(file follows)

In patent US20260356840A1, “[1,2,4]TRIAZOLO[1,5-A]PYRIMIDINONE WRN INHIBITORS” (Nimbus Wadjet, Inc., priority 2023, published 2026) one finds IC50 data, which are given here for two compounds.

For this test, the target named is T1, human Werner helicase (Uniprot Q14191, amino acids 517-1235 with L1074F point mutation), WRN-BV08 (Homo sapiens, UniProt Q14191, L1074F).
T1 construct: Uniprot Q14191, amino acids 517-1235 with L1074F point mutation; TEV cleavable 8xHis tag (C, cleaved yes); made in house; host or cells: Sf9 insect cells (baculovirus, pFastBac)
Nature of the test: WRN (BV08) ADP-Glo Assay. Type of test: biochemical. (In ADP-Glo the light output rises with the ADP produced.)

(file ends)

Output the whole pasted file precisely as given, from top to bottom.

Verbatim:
In patent US20260356840A1, “[1,2,4]TRIAZOLO[1,5-A]PYRIMIDINONE WRN INHIBITORS” (Nimbus Wadjet, Inc., priority 2023, published 2026) one finds IC50 data, which are given here for two compounds.

For this test, the target named is T1, human Werner helicase (Uniprot Q14191, amino acids 517-1235 with L1074F point mutation), WRN-BV08 (Homo sapiens, UniProt Q14191, L1074F).
T1 construct: Uniprot Q14191, amino acids 517-1235 with L1074F point mutation; TEV cleavable 8xHis tag (C, cleaved yes); made in house; host or cells: Sf9 insect cells (baculovirus, pFastBac)
Nature of the test: WRN (BV08) ADP-Glo Assay. Type of test: biochemical. (In ADP-Glo the light output rises with the ADP produced.)